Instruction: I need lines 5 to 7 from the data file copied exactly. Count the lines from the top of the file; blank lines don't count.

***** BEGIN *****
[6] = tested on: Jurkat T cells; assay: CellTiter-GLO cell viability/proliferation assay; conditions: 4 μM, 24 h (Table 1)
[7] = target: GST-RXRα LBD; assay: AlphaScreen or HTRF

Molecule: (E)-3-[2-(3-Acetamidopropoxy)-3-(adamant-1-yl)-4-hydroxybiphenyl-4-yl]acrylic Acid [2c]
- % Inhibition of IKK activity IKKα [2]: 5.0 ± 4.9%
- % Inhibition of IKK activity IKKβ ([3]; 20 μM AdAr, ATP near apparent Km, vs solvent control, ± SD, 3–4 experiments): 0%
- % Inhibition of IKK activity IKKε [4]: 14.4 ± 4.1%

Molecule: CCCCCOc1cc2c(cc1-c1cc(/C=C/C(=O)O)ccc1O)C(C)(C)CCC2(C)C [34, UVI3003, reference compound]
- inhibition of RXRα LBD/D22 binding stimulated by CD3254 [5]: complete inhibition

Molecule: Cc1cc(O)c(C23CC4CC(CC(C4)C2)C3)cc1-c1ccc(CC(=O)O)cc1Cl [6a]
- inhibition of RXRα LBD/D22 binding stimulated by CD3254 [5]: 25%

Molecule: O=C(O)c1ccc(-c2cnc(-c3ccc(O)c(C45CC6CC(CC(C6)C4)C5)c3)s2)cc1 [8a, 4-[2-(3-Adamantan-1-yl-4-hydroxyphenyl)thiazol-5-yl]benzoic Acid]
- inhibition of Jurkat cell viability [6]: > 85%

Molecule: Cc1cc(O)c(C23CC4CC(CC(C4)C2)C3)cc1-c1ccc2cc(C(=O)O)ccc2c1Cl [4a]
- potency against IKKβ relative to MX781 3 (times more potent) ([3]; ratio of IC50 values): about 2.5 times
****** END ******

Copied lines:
- % Inhibition of IKK activity IKKβ ([3]; 20 μM AdAr, ATP near apparent Km, vs solvent control, ± SD, 3–4 experiments): 0%
- % Inhibition of IKK activity IKKε [4]: 14.4 ± 4.1%

Molecule: CCCCCOc1cc2c(cc1-c1cc(/C=C/C(=O)O)ccc1O)C(C)(C)CCC2(C)C [34, UVI3003, reference compound]